Also, she insists that there can't be a black santa either. These people have no shame at all concerning their ignorance.
FOX NEWS STILL WON'T SHUT UP ABOUT THE 'WAR ON CHRISTMAS'
Agence France Presse | 12/24/2013
Santa may already be riding his sleigh around the globe doling out gifts, but that did not stop US lawmakers and conservative groups Tuesday from warning of efforts to sabotage Christmas.
Some members of Congress and religious organizations perennially complain of a movement, embracing the concept of separation of church and state, that is attacking the message of the Christmas season.
This month, in an example of what some have called the "war on Christmas," schoolchildren in Texas were prevented from delivering "Merry Christmas" cards to military veterans because they violated a Veterans Administration policy against specific religious phrasing.
President Barack Obama's official White House card meanwhile makes no mention of Christmas, instead noting the "joy of the holidays."
To counter what they see as attacks on Christmas, House of Representatives Republican Doug Lamborn and 36 other lawmakers introduced a resolution saying "the symbols and traditions of Christmas should be protected for use by those who celebrate" the holiday.
"There is a vocal minority that is offended at the rest of us who want to celebrate Christmas," Lamborn told Fox News on Christmas Eve, urging people to "not put up with these bans."
Nick Rahall, one of two Democrats to sign on to the non-binding resolution, put it succinctly.
"To substituting time-honored greetings like 'Merry Christmas' with empty phrases such as 'Happy Holidays' -- I say bah humbug," Rahall said.
The Faith & Freedom Coalition cited a "festivus pole" of beer cans, erected next to a manger with baby Jesus on government property in Florida, as an example of how nativity scenes are being mocked nationwide.
"All of this controversy in America is an attempt to minimize Christmas to just another American federal holiday with no more or no less significance than any other federal holiday," said the group's national prayer coordinator, Regina Brown.
One Republican running for Congress in 2014 said the recent kerfuffle over the rant about gays and non-Christian cultures by Phil Robertson, star of cable TV show "Duck Dynasty," was yet another sign of a national shift toward outright "persecution" of America's Christians.
"I don't believe it's gotten to the point yet," Ian Bayne told Talking Points Memo last week.
"But I do believe that Phil believes and I believe that we will wake up in an America where if you walk around with the bible you could be arrested," he said.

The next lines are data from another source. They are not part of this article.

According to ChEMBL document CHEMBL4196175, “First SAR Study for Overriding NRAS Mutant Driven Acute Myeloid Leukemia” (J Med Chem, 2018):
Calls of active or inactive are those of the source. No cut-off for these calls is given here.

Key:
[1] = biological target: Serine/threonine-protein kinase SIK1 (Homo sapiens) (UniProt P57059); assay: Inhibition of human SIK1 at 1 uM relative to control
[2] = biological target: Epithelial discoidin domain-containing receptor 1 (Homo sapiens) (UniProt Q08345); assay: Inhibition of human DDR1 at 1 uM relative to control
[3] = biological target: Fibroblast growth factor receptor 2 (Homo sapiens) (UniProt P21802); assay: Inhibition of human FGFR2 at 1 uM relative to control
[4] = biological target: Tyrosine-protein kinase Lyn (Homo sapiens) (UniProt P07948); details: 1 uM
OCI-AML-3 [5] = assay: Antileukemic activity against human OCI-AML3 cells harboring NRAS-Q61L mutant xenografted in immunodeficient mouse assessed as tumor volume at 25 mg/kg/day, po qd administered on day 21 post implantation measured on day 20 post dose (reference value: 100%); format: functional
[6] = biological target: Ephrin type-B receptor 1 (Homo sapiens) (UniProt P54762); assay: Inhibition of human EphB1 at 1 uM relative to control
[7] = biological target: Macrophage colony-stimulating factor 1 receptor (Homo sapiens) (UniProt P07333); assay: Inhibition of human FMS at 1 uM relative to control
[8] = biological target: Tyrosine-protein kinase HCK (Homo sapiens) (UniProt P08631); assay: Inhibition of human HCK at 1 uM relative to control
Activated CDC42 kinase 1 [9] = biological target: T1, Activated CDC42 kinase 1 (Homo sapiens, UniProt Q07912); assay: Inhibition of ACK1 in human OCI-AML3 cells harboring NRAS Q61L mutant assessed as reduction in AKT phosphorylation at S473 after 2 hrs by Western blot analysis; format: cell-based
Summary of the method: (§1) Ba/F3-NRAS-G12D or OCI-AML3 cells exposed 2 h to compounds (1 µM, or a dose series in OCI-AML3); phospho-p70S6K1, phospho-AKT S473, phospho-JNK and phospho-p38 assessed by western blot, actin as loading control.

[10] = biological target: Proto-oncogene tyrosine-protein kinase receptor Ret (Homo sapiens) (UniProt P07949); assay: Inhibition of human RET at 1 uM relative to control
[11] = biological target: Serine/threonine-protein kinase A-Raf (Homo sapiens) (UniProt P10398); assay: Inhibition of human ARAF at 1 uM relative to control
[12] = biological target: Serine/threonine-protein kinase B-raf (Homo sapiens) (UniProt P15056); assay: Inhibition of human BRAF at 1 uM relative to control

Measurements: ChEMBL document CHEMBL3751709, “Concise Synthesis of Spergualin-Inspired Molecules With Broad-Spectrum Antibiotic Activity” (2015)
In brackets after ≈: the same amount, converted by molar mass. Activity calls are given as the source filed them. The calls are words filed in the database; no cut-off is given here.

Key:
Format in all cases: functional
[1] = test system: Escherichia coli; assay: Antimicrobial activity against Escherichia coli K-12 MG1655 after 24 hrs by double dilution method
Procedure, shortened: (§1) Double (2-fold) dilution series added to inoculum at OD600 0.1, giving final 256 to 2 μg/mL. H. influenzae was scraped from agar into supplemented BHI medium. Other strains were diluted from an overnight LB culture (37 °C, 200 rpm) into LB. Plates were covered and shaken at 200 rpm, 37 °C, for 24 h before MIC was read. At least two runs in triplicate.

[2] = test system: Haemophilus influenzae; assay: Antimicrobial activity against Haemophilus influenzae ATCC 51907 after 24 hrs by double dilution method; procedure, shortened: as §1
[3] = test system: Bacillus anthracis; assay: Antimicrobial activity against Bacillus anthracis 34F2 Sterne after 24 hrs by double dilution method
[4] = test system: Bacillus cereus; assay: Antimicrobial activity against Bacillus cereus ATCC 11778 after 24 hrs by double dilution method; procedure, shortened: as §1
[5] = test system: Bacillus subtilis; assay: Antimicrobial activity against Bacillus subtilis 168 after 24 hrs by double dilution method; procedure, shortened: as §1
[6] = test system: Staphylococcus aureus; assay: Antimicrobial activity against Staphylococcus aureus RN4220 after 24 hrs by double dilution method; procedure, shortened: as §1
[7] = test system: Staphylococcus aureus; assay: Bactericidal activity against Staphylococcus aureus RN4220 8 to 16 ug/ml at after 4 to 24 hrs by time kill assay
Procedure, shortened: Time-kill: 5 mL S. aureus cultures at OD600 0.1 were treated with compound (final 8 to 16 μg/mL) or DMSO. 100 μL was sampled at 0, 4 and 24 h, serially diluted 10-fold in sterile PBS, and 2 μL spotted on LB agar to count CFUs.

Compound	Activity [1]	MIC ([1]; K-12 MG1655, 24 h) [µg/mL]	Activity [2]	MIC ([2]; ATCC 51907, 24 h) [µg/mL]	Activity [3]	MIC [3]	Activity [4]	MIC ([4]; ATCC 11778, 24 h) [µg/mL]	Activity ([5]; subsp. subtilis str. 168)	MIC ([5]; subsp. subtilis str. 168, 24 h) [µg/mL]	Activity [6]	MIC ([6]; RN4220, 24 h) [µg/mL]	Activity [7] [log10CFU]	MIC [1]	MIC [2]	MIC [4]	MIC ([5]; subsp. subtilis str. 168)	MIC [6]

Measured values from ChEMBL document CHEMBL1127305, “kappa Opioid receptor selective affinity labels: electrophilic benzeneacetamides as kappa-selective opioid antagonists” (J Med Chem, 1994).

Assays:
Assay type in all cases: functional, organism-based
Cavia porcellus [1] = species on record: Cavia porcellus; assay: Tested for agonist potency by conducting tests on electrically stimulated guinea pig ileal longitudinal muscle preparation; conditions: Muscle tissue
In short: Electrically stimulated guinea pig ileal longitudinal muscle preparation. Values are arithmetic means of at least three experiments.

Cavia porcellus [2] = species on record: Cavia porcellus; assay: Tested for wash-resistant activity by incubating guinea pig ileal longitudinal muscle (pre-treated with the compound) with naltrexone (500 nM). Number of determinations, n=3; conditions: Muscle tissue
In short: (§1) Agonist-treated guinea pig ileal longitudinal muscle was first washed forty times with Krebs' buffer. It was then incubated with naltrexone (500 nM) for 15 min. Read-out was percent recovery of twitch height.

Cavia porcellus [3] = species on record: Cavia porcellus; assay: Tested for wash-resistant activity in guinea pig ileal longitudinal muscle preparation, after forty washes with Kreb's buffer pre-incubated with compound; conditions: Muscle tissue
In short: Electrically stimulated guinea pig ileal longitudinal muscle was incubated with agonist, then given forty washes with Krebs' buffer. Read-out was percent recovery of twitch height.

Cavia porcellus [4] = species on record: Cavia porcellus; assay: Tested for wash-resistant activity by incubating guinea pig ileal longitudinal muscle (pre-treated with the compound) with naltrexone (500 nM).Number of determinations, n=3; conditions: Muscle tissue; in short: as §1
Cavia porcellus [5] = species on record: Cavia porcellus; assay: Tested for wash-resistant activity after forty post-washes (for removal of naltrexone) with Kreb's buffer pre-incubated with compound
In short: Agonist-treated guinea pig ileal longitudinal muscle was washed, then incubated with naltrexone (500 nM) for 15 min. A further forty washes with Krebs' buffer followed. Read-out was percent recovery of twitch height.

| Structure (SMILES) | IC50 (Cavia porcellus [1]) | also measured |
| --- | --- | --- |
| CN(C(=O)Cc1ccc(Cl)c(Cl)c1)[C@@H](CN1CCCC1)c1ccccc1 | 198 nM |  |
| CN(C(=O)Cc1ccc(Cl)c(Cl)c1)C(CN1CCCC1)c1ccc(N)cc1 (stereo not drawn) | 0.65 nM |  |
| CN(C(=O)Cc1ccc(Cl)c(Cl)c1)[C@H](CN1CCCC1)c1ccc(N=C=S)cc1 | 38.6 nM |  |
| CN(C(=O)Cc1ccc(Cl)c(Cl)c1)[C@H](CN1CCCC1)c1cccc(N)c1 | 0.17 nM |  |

US broadcaster Fox News has reported extensively on the apparent "war on Christmas," producing an interactive map showing where Christmas has been given a bad rap.
But leading televangelist and preacher Joel Osteen went on Fox News Sunday and poured cold water on the theory.
"I think there are certain groups that would like to" take the religious meaning out of Christmas, but "I'm probably not as concerned about it as some others," Osteen said.
"Not everybody believes like me," he added. "We're not all Christians in this nation."
Sentiment: Strong Buy
Santa is whatever that you want him to be!
I am a Republican and I am disappointed that Megan Kelly said that. When a child dreams of Santa, they dream of a Santa in their likeness, of course whites, blacks, browns and yellow Children dream of Santa (did I leave any out, hopefully not).
Merry Christmas no matter who you are or whatever likeness that you dream of Santa.
MACY'S HAS A BLACK SANTA, BY SPECIAL REQUEST
By Lorenzo Ferrigno | CNN | December 24, 2013
(CNN) -- 'Twas two nights before Christmas, and I headed down to find Santa in Macy's flagship store in Herald Square, New York City -- the one famously known to be on 34th Street.
The blog Animal New York had reported that this store has a separate, "special" Santa who is black.
It's unclear how long this tradition has lasted, but one woman told CNN affiliate WCBS she's been taking her kids to see this special Santa for 10 years.
This year, however, there's special significance. Santa's race became the focal point of a debate sparked by Fox News anchor Megyn Kelly's comments that "Santa just is white."
So CNN wanted to see this "special" Santa for ourselves.
After seeking assistance from a helpful employee, I rode the escalators to the 8th floor and quickly found crowds of people and merry elves at the entrance to the North Pole.
There were no signs indicating any special, separate line or suggesting that you could have your picture taken with an African-American Santa.
"Is there a special Santa?" I asked one of the first elves I saw.
"We only have one," he responded. "Do you think the line would be this long if we had two?" Then the elf went back to spreading Christmas cheer to children in line.
I braced myself for the two-hour estimated wait.
At the entrance of the line, I asked another elf whether there was a "special" Santa I could see.